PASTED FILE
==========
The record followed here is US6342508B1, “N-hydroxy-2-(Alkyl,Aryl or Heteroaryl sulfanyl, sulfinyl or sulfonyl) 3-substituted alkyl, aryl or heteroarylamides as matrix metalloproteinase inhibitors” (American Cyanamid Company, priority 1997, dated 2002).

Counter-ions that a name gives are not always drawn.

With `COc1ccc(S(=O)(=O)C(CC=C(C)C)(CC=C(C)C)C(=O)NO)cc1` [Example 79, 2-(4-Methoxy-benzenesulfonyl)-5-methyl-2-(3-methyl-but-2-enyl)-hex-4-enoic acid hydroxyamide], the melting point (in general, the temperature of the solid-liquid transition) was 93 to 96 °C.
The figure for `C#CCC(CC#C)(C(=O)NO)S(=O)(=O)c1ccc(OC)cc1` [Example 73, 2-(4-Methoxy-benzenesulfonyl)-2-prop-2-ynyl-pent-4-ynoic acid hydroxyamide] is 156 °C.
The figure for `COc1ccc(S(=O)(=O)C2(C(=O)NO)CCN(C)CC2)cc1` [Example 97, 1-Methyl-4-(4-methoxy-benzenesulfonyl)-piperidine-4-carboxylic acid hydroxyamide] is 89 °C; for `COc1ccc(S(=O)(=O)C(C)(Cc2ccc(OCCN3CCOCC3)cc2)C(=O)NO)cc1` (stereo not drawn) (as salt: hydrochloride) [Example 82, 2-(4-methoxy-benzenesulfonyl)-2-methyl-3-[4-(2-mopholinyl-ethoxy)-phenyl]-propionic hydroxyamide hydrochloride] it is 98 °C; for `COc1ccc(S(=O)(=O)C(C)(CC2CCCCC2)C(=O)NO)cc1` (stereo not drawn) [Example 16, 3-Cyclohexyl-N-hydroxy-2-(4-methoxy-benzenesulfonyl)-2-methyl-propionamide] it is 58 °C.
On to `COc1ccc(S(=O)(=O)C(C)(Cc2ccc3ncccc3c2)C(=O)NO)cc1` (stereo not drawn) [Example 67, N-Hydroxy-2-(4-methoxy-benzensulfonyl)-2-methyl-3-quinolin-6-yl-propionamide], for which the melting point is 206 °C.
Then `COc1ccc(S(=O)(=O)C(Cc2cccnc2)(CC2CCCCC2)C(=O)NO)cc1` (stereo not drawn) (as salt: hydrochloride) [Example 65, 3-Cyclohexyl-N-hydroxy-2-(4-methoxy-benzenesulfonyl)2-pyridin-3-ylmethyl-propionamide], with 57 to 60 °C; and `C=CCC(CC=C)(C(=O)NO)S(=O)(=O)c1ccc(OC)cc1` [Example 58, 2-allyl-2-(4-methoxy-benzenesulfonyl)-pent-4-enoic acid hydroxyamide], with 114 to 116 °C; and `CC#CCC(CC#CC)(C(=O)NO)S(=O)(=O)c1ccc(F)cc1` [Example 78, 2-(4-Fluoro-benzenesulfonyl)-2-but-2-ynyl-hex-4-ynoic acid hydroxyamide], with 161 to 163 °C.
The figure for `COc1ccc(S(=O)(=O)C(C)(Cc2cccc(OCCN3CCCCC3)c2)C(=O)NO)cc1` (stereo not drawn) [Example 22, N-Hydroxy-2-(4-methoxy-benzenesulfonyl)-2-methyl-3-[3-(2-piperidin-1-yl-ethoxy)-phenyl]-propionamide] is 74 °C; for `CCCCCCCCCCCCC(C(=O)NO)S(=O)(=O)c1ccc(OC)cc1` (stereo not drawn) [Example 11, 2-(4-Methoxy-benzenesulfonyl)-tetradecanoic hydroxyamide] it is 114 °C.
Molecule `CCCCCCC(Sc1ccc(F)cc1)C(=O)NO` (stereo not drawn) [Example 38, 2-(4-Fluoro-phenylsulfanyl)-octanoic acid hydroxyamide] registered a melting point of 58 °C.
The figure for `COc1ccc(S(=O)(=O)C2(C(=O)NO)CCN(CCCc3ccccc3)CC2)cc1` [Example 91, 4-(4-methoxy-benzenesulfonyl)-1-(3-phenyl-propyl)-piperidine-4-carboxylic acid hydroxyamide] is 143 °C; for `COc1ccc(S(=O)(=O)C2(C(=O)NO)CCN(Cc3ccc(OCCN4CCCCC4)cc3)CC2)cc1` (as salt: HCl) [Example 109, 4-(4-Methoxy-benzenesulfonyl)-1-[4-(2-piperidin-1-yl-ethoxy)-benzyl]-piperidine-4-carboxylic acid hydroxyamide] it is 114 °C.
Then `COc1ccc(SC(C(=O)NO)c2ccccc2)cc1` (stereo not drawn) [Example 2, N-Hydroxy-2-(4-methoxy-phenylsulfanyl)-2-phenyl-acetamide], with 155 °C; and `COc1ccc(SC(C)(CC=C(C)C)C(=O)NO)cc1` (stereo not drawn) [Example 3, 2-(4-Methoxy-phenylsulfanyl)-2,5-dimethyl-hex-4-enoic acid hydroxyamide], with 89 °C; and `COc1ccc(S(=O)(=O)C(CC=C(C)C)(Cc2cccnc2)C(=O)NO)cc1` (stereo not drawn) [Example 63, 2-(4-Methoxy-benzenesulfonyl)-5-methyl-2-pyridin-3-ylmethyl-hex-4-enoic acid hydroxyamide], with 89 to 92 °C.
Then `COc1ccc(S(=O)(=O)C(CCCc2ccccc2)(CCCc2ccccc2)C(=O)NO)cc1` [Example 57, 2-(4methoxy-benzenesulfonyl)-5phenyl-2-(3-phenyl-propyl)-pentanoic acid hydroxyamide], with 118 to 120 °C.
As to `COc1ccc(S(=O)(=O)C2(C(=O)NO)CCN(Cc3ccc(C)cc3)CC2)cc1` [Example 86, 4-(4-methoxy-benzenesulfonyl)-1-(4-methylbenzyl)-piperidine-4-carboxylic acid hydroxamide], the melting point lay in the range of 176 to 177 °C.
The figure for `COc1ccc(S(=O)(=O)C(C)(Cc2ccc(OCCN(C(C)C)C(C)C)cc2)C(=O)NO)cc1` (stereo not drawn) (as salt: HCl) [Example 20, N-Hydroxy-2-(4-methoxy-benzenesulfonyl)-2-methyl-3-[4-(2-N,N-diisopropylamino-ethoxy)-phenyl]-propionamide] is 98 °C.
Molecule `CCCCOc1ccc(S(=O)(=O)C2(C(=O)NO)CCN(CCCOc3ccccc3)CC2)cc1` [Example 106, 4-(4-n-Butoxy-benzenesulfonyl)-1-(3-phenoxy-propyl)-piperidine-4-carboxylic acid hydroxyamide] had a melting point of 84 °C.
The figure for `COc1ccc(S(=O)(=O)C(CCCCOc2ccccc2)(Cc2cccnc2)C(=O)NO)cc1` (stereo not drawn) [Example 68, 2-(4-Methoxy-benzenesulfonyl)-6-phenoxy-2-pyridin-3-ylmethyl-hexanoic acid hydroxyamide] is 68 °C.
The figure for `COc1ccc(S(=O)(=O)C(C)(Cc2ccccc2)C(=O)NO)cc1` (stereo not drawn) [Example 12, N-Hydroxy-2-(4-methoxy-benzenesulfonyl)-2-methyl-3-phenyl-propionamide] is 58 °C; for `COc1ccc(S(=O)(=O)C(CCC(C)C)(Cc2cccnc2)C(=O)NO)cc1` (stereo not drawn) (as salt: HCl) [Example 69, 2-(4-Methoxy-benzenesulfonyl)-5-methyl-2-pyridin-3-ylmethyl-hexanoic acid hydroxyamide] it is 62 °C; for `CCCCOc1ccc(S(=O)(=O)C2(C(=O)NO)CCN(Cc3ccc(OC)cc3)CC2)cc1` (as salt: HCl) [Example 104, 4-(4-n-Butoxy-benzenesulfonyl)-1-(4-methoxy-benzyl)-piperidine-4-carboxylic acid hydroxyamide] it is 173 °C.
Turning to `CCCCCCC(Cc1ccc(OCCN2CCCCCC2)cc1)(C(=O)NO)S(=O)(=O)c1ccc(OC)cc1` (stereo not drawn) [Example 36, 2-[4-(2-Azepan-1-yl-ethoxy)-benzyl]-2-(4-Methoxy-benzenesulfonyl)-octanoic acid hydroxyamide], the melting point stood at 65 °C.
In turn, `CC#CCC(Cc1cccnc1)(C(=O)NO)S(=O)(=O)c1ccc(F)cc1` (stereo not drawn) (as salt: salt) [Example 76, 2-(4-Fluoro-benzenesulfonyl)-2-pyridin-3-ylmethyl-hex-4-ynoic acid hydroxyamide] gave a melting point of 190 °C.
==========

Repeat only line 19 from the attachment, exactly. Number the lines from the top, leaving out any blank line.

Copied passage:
In turn, `CC#CCC(Cc1cccnc1)(C(=O)NO)S(=O)(=O)c1ccc(F)cc1` (stereo not drawn) (as salt: salt) [Example 76, 2-(4-Fluoro-benzenesulfonyl)-2-pyridin-3-ylmethyl-hex-4-ynoic acid hydroxyamide] gave a melting point of 190 °C.